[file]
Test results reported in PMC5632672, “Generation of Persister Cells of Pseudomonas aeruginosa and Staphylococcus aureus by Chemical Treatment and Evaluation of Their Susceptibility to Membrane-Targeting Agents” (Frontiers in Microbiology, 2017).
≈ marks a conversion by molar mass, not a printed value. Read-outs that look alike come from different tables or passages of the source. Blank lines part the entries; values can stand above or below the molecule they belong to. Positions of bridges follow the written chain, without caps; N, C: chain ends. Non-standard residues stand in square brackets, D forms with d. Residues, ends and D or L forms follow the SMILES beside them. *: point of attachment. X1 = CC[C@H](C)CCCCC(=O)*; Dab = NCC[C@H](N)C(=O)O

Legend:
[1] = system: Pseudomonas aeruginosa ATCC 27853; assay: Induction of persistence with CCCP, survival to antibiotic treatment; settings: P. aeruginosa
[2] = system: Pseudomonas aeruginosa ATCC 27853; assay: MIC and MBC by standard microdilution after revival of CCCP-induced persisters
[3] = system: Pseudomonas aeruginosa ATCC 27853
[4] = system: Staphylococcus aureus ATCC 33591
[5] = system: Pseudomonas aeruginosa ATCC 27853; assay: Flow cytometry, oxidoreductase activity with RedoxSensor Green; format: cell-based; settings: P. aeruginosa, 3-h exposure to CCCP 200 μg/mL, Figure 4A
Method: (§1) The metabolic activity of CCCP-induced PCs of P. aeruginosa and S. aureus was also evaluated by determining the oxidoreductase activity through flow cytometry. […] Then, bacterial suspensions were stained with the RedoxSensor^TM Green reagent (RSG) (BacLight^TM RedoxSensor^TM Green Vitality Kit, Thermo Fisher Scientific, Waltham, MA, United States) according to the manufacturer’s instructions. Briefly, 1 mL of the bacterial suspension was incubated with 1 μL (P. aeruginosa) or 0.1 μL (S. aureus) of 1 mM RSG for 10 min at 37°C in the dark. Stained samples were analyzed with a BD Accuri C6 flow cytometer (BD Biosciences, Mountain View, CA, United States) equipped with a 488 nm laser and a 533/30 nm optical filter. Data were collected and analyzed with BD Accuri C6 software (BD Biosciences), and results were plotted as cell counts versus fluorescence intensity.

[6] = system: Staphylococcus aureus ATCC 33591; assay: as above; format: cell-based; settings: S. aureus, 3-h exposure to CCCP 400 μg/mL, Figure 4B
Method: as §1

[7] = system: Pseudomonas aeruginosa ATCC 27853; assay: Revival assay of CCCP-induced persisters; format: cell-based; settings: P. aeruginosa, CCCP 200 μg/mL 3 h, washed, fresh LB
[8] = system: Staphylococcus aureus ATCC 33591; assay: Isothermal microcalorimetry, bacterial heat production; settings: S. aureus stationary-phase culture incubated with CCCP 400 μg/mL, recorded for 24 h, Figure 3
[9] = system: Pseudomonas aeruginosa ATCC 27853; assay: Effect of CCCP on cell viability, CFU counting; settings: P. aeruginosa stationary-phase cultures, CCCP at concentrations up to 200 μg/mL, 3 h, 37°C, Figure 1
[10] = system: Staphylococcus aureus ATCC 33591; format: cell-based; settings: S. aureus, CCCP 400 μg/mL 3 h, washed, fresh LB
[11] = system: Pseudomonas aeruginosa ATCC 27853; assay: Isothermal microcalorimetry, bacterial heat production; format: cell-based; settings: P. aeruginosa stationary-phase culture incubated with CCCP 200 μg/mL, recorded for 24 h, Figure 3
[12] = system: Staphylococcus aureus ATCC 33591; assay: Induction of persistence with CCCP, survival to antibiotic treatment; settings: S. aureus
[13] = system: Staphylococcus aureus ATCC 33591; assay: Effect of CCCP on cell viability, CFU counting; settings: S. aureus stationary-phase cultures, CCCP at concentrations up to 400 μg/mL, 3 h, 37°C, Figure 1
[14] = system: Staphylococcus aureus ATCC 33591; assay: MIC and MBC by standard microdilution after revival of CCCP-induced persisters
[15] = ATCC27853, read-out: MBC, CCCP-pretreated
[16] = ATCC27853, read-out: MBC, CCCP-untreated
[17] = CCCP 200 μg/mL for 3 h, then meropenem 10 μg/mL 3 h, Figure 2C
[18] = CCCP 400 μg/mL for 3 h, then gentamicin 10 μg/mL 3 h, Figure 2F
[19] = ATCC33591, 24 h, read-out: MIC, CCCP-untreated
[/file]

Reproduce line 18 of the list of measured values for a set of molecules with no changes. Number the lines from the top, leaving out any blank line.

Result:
[13] = system: Staphylococcus aureus ATCC 33591; assay: Effect of CCCP on cell viability, CFU counting; settings: S. aureus stationary-phase cultures, CCCP at concentrations up to 400 μg/mL, 3 h, 37°C, Figure 1